Self Storage Site Selection


Site Selection

Many companies interested in setting up a self-storage facility are already the owners of premises, which they are considering converting. In their case the principles of good site selection may help to confirm whether their site is ideal for the purpose or possibly totally unsuitable.

An ideal self-storage location will have the following qualities:-


That traffic should be able to easily access the facility direct from the road. Being situated on a corner and at traffic lights can be an advantage as this can also provide a benefit in that drivers and passengers stopped at the traffic lights cannot fail but to notice the facility.A facility that is visible from a motorway but in fact lies miles from the nearest motorway exit, will have limited benefit from that visibility.

The road users will, ideally, be local; - a busy commuter route carrying mainly traffic from outside the location's catchment area will also have less benefit. The positioning and prominence of the building itself is important, a building on a very busy road but set back off the road with restricted visibility due to adjoining properties will have reduced benefits.


A building that is extremely prominent but with poor signage, will not attract the same business as a building with large signage carefully designed and located to maximise impact.


Many say that the main catchment area of a facility is within a three-mile radius. This factor varies considerably but it would be reasonable to assume that a minimum of 50% of the customers will be based within a three-mile radius so the population within that radius is a key consideration and then to a lesser degree the population within a 3-6 mile radius.

Large UK operators will look for sites in densely populated conurbations with a minimum of 100,000 people. As penetration of the UK market increases and consumer awareness of self-storage develops then this minimum criteria will also reduce.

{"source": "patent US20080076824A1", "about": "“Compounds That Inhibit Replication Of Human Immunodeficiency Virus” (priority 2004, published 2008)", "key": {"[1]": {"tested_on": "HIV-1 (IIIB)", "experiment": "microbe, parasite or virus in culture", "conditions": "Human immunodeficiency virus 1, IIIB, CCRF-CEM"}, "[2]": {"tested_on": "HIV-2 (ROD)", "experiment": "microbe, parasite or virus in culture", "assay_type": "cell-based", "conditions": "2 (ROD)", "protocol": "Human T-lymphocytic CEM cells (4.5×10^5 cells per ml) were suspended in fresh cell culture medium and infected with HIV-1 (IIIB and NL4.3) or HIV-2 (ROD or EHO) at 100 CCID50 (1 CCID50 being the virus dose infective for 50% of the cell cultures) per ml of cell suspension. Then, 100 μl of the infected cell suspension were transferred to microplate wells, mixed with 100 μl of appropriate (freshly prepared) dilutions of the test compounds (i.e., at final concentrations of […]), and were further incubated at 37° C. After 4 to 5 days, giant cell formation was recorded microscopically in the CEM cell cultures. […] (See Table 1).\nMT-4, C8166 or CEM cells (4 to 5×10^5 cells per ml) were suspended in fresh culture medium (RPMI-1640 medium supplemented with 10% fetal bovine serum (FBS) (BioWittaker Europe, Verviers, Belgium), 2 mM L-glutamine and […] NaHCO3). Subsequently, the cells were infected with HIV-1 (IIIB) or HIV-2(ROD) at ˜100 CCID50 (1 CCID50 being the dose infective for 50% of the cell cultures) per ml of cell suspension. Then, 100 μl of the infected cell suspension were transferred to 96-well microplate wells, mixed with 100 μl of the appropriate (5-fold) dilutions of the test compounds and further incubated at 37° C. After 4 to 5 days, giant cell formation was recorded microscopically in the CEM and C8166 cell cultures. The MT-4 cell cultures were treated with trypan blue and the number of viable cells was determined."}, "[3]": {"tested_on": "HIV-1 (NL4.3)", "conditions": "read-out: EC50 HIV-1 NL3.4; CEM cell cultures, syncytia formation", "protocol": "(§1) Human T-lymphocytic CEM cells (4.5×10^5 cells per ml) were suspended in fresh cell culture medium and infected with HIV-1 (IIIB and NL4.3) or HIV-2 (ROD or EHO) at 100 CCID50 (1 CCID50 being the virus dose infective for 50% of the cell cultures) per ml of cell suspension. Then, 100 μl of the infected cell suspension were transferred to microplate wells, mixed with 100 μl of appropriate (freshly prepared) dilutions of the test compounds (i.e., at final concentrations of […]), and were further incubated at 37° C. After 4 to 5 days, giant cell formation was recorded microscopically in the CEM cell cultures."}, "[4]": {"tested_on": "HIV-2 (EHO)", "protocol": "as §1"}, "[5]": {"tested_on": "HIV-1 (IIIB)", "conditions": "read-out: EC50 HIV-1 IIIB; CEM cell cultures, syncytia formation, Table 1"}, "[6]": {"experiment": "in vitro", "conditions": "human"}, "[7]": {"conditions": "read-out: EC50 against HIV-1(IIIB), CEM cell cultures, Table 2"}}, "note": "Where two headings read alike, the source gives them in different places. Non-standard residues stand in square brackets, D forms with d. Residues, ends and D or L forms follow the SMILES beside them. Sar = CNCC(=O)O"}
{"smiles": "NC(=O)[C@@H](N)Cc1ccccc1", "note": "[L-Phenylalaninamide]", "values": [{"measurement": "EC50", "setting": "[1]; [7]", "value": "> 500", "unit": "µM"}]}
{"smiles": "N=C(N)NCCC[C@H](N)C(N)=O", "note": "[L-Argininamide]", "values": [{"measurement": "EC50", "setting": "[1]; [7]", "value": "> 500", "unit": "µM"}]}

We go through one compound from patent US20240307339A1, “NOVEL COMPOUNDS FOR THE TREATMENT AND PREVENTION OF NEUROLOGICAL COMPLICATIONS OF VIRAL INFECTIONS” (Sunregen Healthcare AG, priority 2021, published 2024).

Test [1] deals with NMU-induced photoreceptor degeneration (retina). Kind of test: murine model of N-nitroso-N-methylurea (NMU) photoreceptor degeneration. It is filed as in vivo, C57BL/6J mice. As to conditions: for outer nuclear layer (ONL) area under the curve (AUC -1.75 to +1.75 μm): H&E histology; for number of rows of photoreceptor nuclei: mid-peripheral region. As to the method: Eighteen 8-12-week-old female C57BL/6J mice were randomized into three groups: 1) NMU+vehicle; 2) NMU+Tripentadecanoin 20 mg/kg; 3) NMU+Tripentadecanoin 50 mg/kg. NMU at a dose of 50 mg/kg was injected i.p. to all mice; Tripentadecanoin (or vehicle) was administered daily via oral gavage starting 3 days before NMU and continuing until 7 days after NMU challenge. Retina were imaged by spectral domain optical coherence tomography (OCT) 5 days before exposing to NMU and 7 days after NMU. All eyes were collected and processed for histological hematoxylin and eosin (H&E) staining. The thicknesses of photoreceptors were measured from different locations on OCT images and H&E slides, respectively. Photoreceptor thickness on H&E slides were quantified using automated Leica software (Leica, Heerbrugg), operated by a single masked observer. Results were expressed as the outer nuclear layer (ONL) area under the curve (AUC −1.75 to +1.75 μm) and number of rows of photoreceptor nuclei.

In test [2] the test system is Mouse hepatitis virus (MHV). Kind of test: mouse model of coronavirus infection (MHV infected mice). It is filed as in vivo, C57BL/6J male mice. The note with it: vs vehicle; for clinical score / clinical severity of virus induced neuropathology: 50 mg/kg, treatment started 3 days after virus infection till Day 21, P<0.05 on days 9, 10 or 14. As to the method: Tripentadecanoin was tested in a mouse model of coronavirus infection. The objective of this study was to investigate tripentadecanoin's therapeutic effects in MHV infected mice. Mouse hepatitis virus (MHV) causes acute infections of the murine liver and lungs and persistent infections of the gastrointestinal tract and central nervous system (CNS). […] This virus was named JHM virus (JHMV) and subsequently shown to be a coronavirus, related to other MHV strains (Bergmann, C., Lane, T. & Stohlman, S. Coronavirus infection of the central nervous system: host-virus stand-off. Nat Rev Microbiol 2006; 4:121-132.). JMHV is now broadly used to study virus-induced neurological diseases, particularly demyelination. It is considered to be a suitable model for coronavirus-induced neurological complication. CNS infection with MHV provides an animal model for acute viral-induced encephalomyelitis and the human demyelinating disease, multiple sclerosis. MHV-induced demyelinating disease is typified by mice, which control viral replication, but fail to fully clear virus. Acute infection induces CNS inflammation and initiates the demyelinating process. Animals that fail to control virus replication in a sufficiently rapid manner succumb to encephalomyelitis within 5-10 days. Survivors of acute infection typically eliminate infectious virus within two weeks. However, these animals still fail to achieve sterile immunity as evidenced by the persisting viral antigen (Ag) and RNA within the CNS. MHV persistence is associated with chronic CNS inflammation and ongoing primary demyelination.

Competition can be healthy as it helps to promote the concept and thereby develop the market for all operators. Some choose to locate near to existing operators although most would prefer to find a location that has little or no local competition and ideally in an area with such poor availability of suitable industrial premises that it is unlikely that competitors will arrive in the future.


In the U.K. the vast majority of facilities are converted warehouses, often offering no external access units. The type of buildings converted, varies considerably from old multi-storey mill buildings, low-grade office blocks, lofty buildings of almost any description including dis-used cinemas, fire stations etc. The small number of facilities which have been purpose built have been multi-storey, although some incorporate external units as well.

General appearance of the building is important to the potential customer. A building that externally appears to the consumer's eye to be a new or very modern building will be more appealing to the customer than an older looking building. The modern looking facility can be perceived as providing a better quality product and therefore have a price comparison advantage.

The most important statistic from a financial point of view in finding the building, is the net lettable area i.e. the total area of unit floor space. The established self-storage industry refers to the net lettable or rentable area more than any other calculation and generally speaking many of the overheads are fixed regardless of the size of the facility, the larger the facility the greater the profit margin at maximum occupancy.

A smaller facility will reach a break-even position earlier than a larger facility but a larger facility will obviously provide greater long-term mature revenue. In the UK the optimum rentable area for a facility varies from 25-75,000 sq ft from operator to operator.

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